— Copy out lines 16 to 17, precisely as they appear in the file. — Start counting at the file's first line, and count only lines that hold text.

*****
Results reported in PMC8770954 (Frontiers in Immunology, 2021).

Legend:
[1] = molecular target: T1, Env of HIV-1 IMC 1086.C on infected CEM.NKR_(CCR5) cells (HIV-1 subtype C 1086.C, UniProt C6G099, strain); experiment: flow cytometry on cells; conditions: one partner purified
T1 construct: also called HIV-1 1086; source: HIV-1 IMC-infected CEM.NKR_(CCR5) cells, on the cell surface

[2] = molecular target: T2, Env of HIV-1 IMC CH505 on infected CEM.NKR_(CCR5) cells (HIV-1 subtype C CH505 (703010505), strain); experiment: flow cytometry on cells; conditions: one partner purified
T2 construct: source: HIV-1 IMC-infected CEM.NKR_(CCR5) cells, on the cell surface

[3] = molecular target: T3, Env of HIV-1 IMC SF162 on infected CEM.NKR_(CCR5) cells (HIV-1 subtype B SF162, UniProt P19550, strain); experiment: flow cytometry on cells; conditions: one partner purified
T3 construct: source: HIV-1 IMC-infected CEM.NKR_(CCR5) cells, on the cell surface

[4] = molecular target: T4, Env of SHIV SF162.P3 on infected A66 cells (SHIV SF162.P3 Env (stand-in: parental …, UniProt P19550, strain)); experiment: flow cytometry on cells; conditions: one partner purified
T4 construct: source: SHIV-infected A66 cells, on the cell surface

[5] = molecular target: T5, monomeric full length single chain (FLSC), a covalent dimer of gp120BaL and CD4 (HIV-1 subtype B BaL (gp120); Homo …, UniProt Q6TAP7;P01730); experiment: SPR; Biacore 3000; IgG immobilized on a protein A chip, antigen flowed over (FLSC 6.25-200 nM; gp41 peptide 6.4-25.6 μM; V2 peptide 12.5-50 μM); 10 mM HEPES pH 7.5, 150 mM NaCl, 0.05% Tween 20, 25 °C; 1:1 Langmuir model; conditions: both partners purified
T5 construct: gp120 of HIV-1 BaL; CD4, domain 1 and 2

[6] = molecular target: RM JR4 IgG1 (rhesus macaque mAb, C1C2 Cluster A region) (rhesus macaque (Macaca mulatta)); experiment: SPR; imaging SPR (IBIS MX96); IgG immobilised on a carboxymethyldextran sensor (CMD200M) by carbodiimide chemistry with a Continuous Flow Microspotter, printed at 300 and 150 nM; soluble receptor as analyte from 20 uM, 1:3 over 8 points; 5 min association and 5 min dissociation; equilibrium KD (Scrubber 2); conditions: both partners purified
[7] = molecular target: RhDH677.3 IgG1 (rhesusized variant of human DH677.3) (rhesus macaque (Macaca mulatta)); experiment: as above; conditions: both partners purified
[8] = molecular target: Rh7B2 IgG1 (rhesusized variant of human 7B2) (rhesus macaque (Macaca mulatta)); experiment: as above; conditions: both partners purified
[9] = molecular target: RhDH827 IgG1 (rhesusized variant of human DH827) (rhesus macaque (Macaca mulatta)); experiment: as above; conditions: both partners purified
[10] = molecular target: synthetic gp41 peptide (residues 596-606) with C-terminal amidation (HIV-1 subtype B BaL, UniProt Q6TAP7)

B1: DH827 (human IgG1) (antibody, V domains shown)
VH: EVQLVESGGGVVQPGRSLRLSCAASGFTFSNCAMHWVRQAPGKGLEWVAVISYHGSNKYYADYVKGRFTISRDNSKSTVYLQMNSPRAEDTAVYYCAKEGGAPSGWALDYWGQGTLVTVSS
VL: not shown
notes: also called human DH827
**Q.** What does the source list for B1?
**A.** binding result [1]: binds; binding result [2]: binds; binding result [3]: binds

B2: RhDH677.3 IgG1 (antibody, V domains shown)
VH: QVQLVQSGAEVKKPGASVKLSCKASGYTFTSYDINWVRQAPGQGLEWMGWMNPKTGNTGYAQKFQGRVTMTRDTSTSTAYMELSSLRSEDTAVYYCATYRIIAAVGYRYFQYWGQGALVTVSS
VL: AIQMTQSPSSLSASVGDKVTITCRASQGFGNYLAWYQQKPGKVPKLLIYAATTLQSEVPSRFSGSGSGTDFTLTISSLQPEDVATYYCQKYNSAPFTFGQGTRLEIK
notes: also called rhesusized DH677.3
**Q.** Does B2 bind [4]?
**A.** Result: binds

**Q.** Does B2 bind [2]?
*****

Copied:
[9] = molecular target: RhDH827 IgG1 (rhesusized variant of human DH827) (rhesus macaque (Macaca mulatta)); experiment: as above; conditions: both partners purified
[10] = molecular target: synthetic gp41 peptide (residues 596-606) with C-terminal amidation (HIV-1 subtype B BaL, UniProt Q6TAP7)